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Theme parks that take fingerprints and facial ID along with a ticket

From Walt Disney World to Legoland Dubai, these parks scan biometric data on guests as they enter the park

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With Covid-19 concerns easing a bit, a visit to a theme park may be in the summer plans. But as in years prior, biometric information is coming into the experience, with some parks actually requiring finger scans or testing facial recognition technology on guests.

This isn't just happening at some of the bigger names in the U.S., but at theme parks around the globe as well. While you may not be traveling internationally this summer, here are five theme parks that may ask you to hand over more than a credit card to get inside.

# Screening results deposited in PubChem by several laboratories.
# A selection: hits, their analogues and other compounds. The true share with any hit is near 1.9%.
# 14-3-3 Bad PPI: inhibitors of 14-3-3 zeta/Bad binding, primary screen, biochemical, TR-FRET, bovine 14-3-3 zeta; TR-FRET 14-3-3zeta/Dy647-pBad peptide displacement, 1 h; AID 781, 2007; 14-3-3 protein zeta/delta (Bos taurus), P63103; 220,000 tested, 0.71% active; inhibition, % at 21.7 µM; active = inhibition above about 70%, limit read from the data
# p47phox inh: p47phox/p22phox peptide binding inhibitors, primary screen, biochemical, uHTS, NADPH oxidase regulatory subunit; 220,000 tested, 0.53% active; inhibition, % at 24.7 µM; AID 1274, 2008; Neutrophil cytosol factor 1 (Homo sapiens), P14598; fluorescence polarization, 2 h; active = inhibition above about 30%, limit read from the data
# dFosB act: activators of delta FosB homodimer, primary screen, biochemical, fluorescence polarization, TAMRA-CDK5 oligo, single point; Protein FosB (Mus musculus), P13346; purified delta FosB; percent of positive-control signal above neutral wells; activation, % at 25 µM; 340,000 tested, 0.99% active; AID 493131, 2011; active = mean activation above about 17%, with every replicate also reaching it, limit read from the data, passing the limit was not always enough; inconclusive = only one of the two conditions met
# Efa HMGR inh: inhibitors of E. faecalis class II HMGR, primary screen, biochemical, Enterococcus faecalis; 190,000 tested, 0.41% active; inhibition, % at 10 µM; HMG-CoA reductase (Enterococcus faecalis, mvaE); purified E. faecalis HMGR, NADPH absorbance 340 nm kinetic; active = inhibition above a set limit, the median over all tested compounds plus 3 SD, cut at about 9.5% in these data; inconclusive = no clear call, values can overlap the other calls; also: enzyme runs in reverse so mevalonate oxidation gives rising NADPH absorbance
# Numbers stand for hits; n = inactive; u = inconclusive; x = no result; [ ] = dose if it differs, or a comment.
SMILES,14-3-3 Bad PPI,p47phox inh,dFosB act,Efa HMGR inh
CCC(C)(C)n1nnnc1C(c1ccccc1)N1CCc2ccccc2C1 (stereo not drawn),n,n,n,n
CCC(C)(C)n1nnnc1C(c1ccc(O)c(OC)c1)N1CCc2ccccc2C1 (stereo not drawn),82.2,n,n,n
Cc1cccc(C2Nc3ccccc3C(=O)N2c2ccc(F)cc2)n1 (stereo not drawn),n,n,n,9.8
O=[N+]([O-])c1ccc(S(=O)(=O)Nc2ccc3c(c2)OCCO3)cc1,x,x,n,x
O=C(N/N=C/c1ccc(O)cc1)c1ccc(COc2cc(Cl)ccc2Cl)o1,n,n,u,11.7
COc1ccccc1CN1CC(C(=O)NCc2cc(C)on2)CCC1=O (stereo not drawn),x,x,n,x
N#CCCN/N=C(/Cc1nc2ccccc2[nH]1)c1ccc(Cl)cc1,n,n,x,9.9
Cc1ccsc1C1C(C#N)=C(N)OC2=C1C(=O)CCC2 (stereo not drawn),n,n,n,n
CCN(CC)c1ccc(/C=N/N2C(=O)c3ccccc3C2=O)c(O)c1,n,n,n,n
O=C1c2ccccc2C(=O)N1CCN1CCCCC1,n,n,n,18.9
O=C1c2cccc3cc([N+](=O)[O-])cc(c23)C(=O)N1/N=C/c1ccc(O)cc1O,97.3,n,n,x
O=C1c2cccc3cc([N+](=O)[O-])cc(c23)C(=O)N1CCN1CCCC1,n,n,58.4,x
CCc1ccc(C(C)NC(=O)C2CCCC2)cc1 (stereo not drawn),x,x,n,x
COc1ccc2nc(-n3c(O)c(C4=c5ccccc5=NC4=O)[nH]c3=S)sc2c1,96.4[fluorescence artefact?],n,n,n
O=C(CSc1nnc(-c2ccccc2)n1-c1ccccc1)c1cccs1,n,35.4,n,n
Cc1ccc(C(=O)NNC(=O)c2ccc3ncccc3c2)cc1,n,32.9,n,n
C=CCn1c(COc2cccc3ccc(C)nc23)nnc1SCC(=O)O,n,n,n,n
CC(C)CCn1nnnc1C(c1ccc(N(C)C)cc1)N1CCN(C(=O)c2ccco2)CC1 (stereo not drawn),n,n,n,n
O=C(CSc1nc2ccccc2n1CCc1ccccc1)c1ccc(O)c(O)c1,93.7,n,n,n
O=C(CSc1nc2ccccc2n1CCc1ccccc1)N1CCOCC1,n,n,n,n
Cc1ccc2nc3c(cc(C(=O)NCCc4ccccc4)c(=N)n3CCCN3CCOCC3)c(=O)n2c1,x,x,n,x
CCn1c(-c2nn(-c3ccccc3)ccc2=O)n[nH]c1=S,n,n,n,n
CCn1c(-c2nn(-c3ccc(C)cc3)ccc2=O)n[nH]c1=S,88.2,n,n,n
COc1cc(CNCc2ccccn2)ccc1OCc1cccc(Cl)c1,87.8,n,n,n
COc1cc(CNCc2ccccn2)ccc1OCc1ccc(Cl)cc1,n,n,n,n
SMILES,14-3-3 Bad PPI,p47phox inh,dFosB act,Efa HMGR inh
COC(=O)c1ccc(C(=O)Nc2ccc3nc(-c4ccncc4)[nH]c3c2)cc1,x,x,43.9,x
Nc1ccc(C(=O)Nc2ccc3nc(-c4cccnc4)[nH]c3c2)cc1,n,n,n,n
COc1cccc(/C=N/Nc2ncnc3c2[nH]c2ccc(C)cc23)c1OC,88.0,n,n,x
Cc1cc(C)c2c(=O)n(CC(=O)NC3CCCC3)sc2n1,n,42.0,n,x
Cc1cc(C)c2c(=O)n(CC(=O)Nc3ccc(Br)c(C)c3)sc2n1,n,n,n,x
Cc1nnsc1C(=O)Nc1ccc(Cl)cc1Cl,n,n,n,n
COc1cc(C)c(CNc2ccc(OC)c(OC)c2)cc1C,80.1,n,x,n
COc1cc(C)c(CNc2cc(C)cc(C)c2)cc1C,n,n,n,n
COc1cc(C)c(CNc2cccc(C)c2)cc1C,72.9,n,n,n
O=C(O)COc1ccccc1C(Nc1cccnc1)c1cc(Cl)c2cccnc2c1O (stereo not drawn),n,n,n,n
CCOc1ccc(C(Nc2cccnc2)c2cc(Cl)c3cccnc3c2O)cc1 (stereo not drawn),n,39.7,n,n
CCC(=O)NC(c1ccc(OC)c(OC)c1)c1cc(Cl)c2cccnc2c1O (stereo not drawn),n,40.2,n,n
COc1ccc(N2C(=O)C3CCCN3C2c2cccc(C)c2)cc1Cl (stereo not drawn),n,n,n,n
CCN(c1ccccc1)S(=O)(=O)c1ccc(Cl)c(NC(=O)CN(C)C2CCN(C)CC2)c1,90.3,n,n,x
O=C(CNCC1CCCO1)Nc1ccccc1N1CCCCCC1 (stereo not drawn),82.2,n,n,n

Walt Disney World

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Disney World has been testing facial recognition technology on park guests

Disney World has been using biometric data as entry passes for some time, at least as early as 2016, when guests had the option of using Ticket Tag, which takes their finger image, and changes that picture into a numerical code, to identify visitors and link them to their particular ticket. Guests, then, could also opt out and choose to be identified by a photo ID. The land of Mickey Mouse actually did away with fingerprint scanners in 2020, in part because of Covid-19.

This spring, though, Disney World reportedly started testing how facial recognition technology could help guests use just their mug as a ticket. The tech turned their face's image into a series of numbers, which then allowed them entry into the park. The company has not yet stated whether this will become a standard feature or option for park guests.




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